Wednesday, April 29, 2009

Let children express anger

By Dr James Dobson

FocusOnTheFamily_LogoSmall The chances are, at least once or twice during your role as a parent, you are going to do or say something that will make your child angry with you. Should he or she be allowed to express that emotion?

If a child grows up unable to verbally express his negative emotions toward his or her parent, often he or she will show it in other ways through what psychologists call “passive aggression”. Maybe your child will pout, get bad grades, or even eat too much. Usually children are not aware that these choices are being fuelled by anger. They are simply unconscious ways of expressing accumulated hostility toward parents. So it is important to allow children to ventilate the irritations they have stored inside.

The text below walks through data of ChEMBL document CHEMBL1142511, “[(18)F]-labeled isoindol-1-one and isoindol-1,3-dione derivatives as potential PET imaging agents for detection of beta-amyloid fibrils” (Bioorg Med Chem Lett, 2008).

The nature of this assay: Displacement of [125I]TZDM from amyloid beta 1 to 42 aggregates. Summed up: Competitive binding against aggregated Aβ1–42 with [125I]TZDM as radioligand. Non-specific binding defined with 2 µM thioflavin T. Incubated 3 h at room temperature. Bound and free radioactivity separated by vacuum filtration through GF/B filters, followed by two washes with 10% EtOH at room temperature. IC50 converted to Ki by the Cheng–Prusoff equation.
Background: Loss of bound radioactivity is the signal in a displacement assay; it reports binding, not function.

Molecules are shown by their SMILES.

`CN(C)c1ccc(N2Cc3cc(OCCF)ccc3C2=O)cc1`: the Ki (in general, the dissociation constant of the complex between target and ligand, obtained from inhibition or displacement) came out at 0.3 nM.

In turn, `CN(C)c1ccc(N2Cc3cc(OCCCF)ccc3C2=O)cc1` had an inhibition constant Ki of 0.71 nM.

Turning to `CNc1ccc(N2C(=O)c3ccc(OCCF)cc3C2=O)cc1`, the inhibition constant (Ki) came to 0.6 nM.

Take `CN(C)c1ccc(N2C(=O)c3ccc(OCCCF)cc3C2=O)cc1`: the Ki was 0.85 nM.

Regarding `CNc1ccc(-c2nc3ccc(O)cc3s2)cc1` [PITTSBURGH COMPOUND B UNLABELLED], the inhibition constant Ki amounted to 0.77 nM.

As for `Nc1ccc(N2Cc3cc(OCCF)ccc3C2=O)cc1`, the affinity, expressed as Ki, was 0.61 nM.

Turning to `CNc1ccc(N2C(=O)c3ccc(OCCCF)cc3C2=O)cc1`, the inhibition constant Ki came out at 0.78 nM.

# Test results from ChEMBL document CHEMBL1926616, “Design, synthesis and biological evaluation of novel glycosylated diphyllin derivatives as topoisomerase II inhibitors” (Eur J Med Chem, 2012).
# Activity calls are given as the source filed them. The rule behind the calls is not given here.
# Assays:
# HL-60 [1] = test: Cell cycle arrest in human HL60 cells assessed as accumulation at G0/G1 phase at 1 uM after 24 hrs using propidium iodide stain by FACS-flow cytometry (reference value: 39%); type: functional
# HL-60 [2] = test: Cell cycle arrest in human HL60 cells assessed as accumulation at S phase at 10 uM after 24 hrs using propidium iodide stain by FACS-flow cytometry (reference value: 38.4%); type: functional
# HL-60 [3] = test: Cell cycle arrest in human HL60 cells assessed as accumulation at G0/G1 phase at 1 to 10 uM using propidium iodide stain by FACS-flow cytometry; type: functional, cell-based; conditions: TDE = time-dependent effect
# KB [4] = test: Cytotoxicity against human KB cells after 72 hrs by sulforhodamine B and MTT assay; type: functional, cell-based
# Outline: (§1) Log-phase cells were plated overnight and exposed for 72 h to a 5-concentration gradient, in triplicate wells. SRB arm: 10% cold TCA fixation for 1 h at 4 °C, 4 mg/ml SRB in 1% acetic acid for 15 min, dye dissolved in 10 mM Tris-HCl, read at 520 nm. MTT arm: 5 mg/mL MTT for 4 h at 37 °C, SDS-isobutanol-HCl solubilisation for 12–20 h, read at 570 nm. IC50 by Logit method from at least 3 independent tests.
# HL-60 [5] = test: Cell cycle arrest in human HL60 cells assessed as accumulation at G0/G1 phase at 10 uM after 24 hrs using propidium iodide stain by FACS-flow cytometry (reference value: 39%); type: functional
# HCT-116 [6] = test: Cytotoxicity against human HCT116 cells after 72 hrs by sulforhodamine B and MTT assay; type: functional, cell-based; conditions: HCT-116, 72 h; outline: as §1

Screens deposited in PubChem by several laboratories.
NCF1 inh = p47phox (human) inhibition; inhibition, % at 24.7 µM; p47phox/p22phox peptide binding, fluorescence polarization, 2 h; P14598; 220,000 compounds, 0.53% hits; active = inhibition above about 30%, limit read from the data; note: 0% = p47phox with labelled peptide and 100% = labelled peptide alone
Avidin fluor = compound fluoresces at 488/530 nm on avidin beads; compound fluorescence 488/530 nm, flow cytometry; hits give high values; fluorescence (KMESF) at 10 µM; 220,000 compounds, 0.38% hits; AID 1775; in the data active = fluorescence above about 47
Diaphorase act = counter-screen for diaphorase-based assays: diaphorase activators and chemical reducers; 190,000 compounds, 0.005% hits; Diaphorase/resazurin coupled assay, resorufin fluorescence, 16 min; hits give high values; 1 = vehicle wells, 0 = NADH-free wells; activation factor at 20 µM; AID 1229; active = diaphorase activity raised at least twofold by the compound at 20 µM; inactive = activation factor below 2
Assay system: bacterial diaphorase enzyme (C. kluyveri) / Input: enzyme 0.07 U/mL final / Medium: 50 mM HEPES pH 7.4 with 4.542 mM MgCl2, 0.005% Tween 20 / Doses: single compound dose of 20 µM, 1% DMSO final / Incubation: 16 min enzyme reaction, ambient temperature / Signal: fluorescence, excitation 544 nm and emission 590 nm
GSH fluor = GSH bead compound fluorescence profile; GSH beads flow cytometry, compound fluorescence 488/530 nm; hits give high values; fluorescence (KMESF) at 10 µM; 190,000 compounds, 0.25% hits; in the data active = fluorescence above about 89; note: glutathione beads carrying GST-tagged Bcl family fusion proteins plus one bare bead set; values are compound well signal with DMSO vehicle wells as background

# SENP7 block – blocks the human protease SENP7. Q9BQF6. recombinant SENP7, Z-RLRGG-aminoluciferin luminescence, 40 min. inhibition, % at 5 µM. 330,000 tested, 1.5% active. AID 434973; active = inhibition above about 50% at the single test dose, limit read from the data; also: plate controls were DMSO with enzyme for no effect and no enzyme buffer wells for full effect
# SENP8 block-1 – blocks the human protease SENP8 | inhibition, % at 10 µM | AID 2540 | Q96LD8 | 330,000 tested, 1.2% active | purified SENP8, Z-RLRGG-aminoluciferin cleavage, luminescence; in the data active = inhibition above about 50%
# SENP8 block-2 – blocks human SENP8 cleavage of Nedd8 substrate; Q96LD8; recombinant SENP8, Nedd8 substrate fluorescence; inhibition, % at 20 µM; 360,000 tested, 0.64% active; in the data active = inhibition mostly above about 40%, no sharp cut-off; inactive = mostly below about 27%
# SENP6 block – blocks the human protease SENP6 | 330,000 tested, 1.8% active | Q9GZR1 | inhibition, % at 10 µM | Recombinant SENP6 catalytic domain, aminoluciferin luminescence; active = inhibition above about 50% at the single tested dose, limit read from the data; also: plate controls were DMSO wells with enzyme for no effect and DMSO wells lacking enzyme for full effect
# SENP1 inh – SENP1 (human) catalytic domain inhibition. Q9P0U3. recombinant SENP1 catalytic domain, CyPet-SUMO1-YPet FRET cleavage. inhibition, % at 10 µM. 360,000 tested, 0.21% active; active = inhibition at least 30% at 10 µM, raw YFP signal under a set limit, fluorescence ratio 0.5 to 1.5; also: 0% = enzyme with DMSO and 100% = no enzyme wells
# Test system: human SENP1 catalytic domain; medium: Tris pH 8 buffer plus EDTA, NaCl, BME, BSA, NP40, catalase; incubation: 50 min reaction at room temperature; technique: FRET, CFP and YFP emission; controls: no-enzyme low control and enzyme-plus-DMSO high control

On the other hand, I firmly believe that children should be taught to be respectful to their parents. I think it is wise to tell our children that they can say anything to us, including negative things, as long as it is said in a respectful manner. For example, “You embarrassed me in front of my friends.” By following this general guideline, we are teaching children how to deal with anger, which might come in handy with a future spouse.

From TODAY, Voices – Wednesday, 29-April-2009

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